What Does a Sales Representative Do?

Learn About the Salary, Required Skills, & More

Image shows two people shaking hands in business garb. Text reads: "A day in the life of a sales representative: Critical thinking skills; verbal communication skills; customer service skills; presentation skills"

Image by Chelsea Damraksa © The Balance 2019 

Sales representatives sell products to businesses, organizations, and governments on behalf of manufacturers or wholesalers. They might work directly for the company producing the goods, or for an independent sales agency whose clients are manufacturers and wholesalers.

About 34,000 sales reps sell scientific and technical products. Approximately 1.5 million sales representatives worked in wholesale and manufacturing in 2016.

Sales Representative Duties & Responsibilities

Responsibilities can depend on the employer and the field in which they work, but some common duties of sales representatives include:

  • Sell to key retail accounts.
  • Contact new and existing customers to meet and exceed sales objectives.
  • Organize, rotate, and stock shelves during each store visit.
  • Participate in sales meetings and on-site training.
  • Negotiate and use persuasion skills to overcome objections.
  • Deliver presentations and demonstrate products to customers.
  • Provide daily recap of results and accomplishments to the management team.

An inside rep accomplishes this from an office, while an outside rep travels to clients. 

Sales Representative Salary

Salespersons in the wholesale electronic market are the most highly paid. Overall, including all sales reps, salaries fall into the following ranges:

  • Median Annual Salary: $79,680 ($38.31/hour)
  • Top 10% Annual Salary: More than $156,630 ($75.30/hour)
  • Bottom 10% Annual Salary: Less than $39,960 ($19.21/hour)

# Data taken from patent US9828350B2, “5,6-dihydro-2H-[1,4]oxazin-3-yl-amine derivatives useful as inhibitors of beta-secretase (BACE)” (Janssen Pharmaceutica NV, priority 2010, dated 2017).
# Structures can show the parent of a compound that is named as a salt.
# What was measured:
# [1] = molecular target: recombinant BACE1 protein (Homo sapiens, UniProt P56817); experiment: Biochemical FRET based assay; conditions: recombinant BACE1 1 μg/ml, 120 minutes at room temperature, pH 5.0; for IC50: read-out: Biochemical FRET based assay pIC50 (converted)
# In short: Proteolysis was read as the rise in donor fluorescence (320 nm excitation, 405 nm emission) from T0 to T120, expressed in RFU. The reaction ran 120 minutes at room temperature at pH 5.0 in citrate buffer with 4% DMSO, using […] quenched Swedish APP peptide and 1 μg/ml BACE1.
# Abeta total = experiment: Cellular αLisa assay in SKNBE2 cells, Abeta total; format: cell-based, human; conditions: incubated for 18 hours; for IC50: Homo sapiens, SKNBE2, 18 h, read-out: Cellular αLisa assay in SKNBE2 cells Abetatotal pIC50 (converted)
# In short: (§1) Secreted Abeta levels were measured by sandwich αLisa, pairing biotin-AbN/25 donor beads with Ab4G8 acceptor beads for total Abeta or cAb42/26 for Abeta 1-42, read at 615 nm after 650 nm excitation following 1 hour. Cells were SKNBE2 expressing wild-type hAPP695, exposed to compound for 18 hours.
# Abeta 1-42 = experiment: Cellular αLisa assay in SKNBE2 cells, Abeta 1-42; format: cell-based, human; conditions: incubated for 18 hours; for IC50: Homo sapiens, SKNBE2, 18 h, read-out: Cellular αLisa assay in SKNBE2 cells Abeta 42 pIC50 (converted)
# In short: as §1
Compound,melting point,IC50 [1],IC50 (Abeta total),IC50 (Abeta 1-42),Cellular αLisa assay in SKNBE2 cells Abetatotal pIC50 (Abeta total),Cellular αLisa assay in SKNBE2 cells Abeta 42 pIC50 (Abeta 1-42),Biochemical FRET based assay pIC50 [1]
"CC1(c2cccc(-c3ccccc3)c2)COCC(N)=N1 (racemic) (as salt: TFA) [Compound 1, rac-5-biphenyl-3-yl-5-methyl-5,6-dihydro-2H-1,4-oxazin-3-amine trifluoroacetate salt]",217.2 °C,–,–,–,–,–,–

Source: U.S. Bureau of Labor Statistics, 2018

Earnings usually include a combination of salary and commission. Commission is usually a percentage of sales.

Education, Training & Certification

This occupation doesn't have any formal educational requirements, but experience can be very helpful.

  • Education: Some employers prefer to hire job candidates who have earned their bachelor's degrees. Many people working in this occupation have majored in marketing. Those selling technical and scientific products may benefit from earning a degree that is related to the product they sell.
  • Training: Some employers provide formal training programs for their new hires.
  • Experience: Related experience in any field that requires persuading and dealing with people can be helpful, such as customer service.

Sales Representative Skills & Competencies

To succeed as a sales representative, you must have certain soft skills or personal qualities.

  • Listening skills: The ability to listen well in order to understand others allows you to respond to your customers' needs, wants, and concerns.
  • Verbal communication skills: You must be able to provide concise information about the products you're selling.
  • Interpersonal skills: You must be able to understand non-verbal cues as well as negotiate with and persuade your customers.
  • Critical-thinking skills: The ability to weigh all your options and choose the best one is essential when you have to make a decision or solve a problem
  • Customer service skills: You must respond appropriately to your customers' questions, concerns, and complaints.

Job Outlook

This occupation has a good job outlook. The U.S. Bureau of Labor Statistics predicts it will grow by about 5% from 2016 through 2026, which is about as fast as average for all occupations. Growth in this field tends to track the health of the economy.

Work Environment

Outside representatives travel extensively. Some have territories that cover numerous states, so they're away from home and on the road a good bit of the time.

This can be a stressful profession for both inside and outside reps due to the pressure of meeting quotas and because income is typically tied directly to the volume of sales achieved.

Work Schedule

Most sales reps work at least full time, and this career often demands more than 40 hours a week. Even outside reps might spend a great deal of time on the phone and online, pitching products, taking orders, and fielding complaints, when they're not traveling and personally seeing customers.

Comparing Similar Jobs

Some similar jobs and their median annual pay include: 

Source: U.S. Bureau of Labor Statistics, 2018